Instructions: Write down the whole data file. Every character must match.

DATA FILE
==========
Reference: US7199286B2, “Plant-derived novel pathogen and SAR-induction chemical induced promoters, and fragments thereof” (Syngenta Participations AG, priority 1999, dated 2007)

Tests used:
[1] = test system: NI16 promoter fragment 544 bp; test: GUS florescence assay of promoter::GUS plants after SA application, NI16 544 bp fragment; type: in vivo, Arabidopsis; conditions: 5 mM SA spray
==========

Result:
Reference: US7199286B2, “Plant-derived novel pathogen and SAR-induction chemical induced promoters, and fragments thereof” (Syngenta Participations AG, priority 1999, dated 2007)

Tests used:
[1] = test system: NI16 promoter fragment 544 bp; test: GUS florescence assay of promoter::GUS plants after SA application, NI16 544 bp fragment; type: in vivo, Arabidopsis; conditions: 5 mM SA spray